Taylor Spring Park fundraiser targets $250,000 goal

Social event set Saturday, Feb. 4

By LARRY C. BOWERS Banner Staff Writer
Posted 1/11/17

Members of the Taylor Spring Park Committee, charged with raising funds and engineering the construction of the historic community park at the birthplace of the city of Cleveland, is making …

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Taylor Spring Park fundraiser targets $250,000 goal

Social event set Saturday, Feb. 4


Members of the Taylor Spring Park Committee, charged with raising funds and engineering the construction of the historic community park at the birthplace of the city of Cleveland, is making preliminary plans for a kickoff fundraiser which is being billed as one of the showplace social events of the year.

The park committee met Tuesday afternoon in the offices of Jones Management in The Village Green, going over some of these preliminary plans for the kickoff event,

The fundraiser is scheduled from 5 to 7 p.m. Saturday, Feb. 4, at the home of Cleveland businessman, historian and entrepreneur Allan Jones and his wife, Janie. The gala event will kick off the committee’s effort to raise around $250,000 for the construction of the downtown park. The social will be an RSVP affair.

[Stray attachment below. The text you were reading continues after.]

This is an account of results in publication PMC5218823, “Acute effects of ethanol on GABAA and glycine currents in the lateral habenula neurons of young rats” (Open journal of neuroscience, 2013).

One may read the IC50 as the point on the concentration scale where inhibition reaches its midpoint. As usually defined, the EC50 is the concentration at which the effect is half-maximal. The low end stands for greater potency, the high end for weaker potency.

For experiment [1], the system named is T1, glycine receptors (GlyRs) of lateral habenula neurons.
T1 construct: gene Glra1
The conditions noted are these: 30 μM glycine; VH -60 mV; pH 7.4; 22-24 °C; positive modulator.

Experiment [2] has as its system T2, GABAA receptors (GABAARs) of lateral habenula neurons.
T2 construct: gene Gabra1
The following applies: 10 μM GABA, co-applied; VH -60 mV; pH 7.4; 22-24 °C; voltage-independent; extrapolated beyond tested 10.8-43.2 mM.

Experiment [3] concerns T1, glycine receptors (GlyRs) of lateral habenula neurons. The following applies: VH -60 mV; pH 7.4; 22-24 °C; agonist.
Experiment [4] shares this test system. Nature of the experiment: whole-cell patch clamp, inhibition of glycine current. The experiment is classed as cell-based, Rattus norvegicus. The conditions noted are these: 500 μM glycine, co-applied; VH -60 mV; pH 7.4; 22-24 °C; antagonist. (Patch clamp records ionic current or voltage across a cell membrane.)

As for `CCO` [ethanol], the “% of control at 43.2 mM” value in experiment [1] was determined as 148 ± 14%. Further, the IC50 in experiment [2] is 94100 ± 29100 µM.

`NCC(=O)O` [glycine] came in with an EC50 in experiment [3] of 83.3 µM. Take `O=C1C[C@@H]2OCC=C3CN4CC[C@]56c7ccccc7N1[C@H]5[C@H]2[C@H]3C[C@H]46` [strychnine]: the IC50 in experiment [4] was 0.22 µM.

The Joneses are opening their home to invitees at 450 Anatole Lane N.W., off North Lee Highway.

There will be a short program at the fundraiser. There will also be posters of the tentative design of the new city park, drawn by University of Tennessee students, and information about the history of the area where the park will be located.

An added incentive will be the appearance of author Michael T. Slaughter, who wrote the book “Andrew Taylor: Man of Mystery.” Slaughter will be selling signed copies of his book.

Taylor Spring, or Taylor Place as it was known when the Cleveland area was first settled, is believed to be where early settlers came to live in Cleveland during its infancy. Several families lived around the spring.

Members of the Taylor Spring Park Committee include Jones, former Bradley County Commissioner Jeff Morelock, Cleveland Council member Richard Banks, Cleveland historian Bob George, and Cleveland Public Works Supervisor Tommy Myers.